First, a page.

I have seen that (from grassmere right?) and showed it to the last vet, but she wasn't too receptive. all of the others I spoke to said they'd only attempt removal under anesthesia. I'm in central nj..

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Here is the site on hulling: http://www.grassmere-animal-hospital.com/corn_hulling.htm Really is a simple procedure for any vet to attempt, so if you have a vet you like, they should be able to do it. IME, pain meds did not help my boy. :( Also, he hated the therapaws as well. But he likes his NeoPaws much better. https://www.neopaws.com/catalog/summerindooroutdoorcoolperformanceorthopaedicshoes-p-1908.html There was an adjustment period but he responded much differently to the neopaws.

 

There are a bunch of things you can try after he gets hulled, like bee propolis, bag balm, Murray Ave corn cream, duct tape, even dremeling. Some things work for some hounds, and nothing works for others. My boy is in the latter category & is recovering from surgical removal of his rear corns (the front ones were done about 3 years ago). He just had regular surgery but laser surgery is also an option. Such small little things but they cause such misery. I hope something here works for your boy. :goodluck

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Guest DeniseL

Well I have a vet in philadelphia that does it, no sedation and only charges $20....let me know if you want info. Right now, we are experimenting with Thuja/ salilyc acid tincture with some oral chinese herbs...too soon to tell if its working, but who knows? I will stay positive. :)

At some point, I'm sure I will be able to hull at home, but I'm not there yet, lol

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I have two therapaws, and he uses them on the rare walk. He wears a Medium. I find I need a sock on under them, if he's going wear them for any length of time. Otherwise they can rub a little sore on his ankle.

 

And the vet says Abreva doesn't work--they have shown that corns are not viral, therefore it doesn't work. :(

Have you tried Aldara?

No, I have not heard of Aldara. Do you have more info?

 

Jack's vet showed me how to hull his corns. I now do it at home, it isn't very difficult.

Phoebe (Belle's Sweetpea) adopted 9/2/13.

Jack (BTR Captain Jack) 9/28/05--11/2/12
Always missing Buddy, Ruby, and Rascal.

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. I thought that it would have been instant relief but it appears I was wrong as he still has a pretty significant limp on that foot.

 

Our Lea had a corn hulled within a few weeks of our adopting her. She has been corn free for nearly a year now (knock on wood). After the hulling she had a big hole in her pad, but there was no blood or scab or anything, and the vet didn't bandage it. It seemed to heal and fill in really fast. The only thing we did was keep it clean. It took about a week for her to start walking without a limp.

Elliott, our boy started limping pretty seriously in April of this year, we thought the limp was related to a cracked toenail, so we took him to the vet and had x-rays taken (everything looked fine) and went home with antibiotics, tramadol and rimadyl. After several weeks, the cracked nail had grown out and looked good, but there was still no improvement in the limp. We went back to the vet and had another set of x-rays (again, nothing) and came away with a different antibiotic and more painkillers. We got a little frustrated because he was still limping several weeks after the second vet visit, so we took him to another vet who also found nothing. When we had pretty much resigned ourselves to walking him only on grass and having him wear a therapaw boot , we noticed a round mark near the tip of the toe that had had the cracked nail. It was clearly a corn, and had taken nearly three months to surface. Well, we have had the darn thing hulled twice now and he is finally enjoying his walks again. We are really hoping it doesn't come back and that both of our hounds remain corn free. Wishing the same for your pup.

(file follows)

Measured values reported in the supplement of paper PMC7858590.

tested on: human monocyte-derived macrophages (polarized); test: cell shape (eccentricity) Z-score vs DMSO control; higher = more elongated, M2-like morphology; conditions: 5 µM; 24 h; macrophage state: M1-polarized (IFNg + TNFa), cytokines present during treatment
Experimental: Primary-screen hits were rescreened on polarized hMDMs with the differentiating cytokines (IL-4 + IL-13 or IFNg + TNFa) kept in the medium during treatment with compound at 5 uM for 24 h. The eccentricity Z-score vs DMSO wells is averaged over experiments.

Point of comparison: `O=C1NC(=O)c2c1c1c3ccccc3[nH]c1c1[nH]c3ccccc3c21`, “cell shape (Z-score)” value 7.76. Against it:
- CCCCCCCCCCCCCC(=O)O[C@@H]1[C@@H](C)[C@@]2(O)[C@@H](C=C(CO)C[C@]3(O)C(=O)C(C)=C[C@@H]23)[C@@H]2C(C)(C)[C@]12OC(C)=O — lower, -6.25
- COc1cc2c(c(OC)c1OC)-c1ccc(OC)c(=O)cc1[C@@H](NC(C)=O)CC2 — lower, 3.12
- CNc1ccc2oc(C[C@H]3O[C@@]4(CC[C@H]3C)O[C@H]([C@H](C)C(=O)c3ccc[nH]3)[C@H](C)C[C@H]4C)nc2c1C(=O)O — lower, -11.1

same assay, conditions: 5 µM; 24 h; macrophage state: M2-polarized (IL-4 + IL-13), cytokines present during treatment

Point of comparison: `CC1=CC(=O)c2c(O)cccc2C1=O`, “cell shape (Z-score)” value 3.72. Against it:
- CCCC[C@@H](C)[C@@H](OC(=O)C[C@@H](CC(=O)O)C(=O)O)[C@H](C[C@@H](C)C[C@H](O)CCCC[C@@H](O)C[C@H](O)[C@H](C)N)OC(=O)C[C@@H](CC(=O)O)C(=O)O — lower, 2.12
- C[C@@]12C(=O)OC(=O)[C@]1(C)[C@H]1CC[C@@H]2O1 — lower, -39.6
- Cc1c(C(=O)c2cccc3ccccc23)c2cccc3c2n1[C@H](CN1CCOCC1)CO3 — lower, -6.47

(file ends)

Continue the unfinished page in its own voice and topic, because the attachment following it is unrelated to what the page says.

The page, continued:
Theresa (Tess)

Mom to Elliott (Sol Flasher) and Lea (PTL Lea)

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Corns suck! Once you start seeing part of a clear margin I found that soaking the foot in Epsom salts for a few hours can help bring the corn to the surface . I used paper towels saturated with Epsom salt solution in the bottom of a sandwich sized baggie. Place the baggie with the paper toweling on the corn area and cover the baggie with the Therapaw. Leave it on for a few hours. The area around the corn becomes so softened that the corn usually can be hulled out very easily. I used to just pull them out gently.

This was the most effective treatment I found. Unfortunately they usually do come back :(

 

When you actually see what comes out you will not be surprised at why they cause so much pain. The ones I got were shaped exactly like a diamond, round on the outside with a sharp point at the end and hard as a rock!

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I have another possible tool to add to the corn care arsenal. Someone suggested trying just the soaking part of the Murray Ave. treatment. I started putting a baggie with a washcloth with water and olive oil. I did that half an hour twice a day for a few days. Then I decided that I would try adding white vinegar because 'everyone knows that vinegar helps everything'. When I got bored with dealing with the baggies, I made little booties from the PUL used for baby diapers similar to the therapeutic boots and made little fleece pads for the soaking solution. One day I forgot and left the booties on for almost 2 hours and the appearance of the corn changed so much that I started doing it only once a day for an hour or an hour and a half. Every weekend, the corn got a little dremel treatment at slow speed with the sandpaper roll when I did nails. After a few weeks of this, the corn started getting smaller. I ran out of white vinegar and tried cidar vinegar and the color of the corn changed and it started growing again so back to white vinegar. Now, after about 3 months of this, I can hardly find where the corn is. He has a little tenderness on this foot but I think it is because he has been wearing a Therapaw for walks during all of this.

 

I don't know if his corn is cured but I know it is lots better.